That Missouri Malarkey
June 20th, 1845
In This Issue:
- Three Boys Probably Drowning Somewhere in the Mississippi, Officials Say-Page 1
- Interview With Mark Twain About His Book That, Technically, Shouldn't Come Out For Another 31 Years-Page 1
- Dave The Steamboat Cap'n: My Life-Page 2
- Studies Show Cats That Eat Are More Likely To Become Fat-Page 3
Three Boys Probably Drowning Somewhere in the Mississippi, Officials Say.
By Vivian Jiang, editor.Early this Thursday, Tom Sawyer, Joe Harper, and Huckleberry Finn went missing. Now, of course, they could be out there having fun or something, like boys do, but them "officials" believe they "Done went and drowned right in that there middle of the channel there," according to Matthew Brown, a steamboat captain on the Mississippi. Several people figured that the kids had sailed off on a raft, but near noon the raft was found on the Missouri shore around five or six miles from the village. I say if they didn't drown, they would be home by now, being hungry. Tom Sawyer's aunt and Joe Harper's mother both report scolding their little boys, and them getting angry. It seems that these boys just went, got a friend, and drowned in the Mississippi when "swimming". Good for them! That's peaceful protest right there, I say! Anyways, if you find them, if they're drowning, save them, if they're walking around, take them in and call the police dept.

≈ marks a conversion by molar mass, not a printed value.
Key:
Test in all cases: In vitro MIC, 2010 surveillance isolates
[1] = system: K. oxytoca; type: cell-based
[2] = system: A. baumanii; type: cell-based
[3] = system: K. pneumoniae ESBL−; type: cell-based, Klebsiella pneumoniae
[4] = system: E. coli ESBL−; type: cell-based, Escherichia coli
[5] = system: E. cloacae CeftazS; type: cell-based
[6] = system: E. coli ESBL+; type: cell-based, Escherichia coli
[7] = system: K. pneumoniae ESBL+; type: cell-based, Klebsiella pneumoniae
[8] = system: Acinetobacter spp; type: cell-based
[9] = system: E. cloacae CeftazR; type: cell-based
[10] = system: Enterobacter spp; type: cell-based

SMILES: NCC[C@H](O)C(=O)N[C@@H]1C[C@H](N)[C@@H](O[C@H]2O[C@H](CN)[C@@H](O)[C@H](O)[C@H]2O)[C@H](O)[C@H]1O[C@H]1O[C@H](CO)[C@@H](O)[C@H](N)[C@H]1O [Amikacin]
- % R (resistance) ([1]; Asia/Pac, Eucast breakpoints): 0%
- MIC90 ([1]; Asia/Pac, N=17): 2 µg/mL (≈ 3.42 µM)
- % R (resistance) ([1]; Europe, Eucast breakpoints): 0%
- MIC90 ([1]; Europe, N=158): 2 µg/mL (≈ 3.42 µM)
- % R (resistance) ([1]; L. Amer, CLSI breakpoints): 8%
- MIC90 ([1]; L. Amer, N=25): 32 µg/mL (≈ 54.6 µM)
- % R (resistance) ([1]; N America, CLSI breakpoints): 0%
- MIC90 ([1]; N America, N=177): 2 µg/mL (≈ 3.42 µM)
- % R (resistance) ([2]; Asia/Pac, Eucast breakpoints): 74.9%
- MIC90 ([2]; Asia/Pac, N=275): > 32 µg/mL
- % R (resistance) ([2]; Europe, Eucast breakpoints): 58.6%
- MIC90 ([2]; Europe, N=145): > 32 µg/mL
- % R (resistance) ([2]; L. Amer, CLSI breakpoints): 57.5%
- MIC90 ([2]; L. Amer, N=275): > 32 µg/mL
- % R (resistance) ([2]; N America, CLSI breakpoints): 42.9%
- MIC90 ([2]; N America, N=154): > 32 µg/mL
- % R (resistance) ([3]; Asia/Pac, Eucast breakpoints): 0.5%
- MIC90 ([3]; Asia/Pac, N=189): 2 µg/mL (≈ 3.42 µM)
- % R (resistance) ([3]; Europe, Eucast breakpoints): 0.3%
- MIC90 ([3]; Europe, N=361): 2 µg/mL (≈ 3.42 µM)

Interview With Samuel Clemens/Mark Twain About His Book That, Technically, Shouldn't Come Out For Another 31 Years
Three must-know questions about your new book that technically speaking, won't come out for another 31 years, The Adventures of Tom Sawyer.
VJ: Mr. Twain, in your new book, I enjoyed your allusion to Robin Hood when the boys were playing games on the island. Why did you choose that particular allusion?
MT: Well, I loved Robin Hood as a kid, and you know my books are based off of me. Right? You know that? It's like reliving my childhood. -stares off into space-
VJ: ... Mr. Twain?
MT: ... Uh, right... so, well it seems like something a kid like Tom would play, and I'm sure everyone's heard of Robin Hood. (Especially with that Disney movie coming out in the future)
VJ: Right, so, um, why did you decide to make this particular story how it is, with the murder, then he forgets about that, fights with Becky, then goes off on an island?
MT: I guess that's just how life is. That's how mine was anyways-
VJ: Mr. Twain? Please, no more staring.
MT: Ugh, fine. Anyways, like life, they'll all kind of either resolve themselves, or, later, they [all the little mini-conflicts/stories] will end up popping back up, and resolving.
VJ: Alright. One last question. Overall, what do you want readers to get from your story?
MT: A moral? Nah, it more just shows the joy and innocence of children and the fun kids have... -silence-
VJ: Mr. Twain? You were saying?
MT: -shakes head- Oh, yes. I guess to kids in the future... have fun being a kid.
VJ: Okay, then, we are done! Bye, Mr. Twain. Hope your book does well in 31 years.
MT: Me too.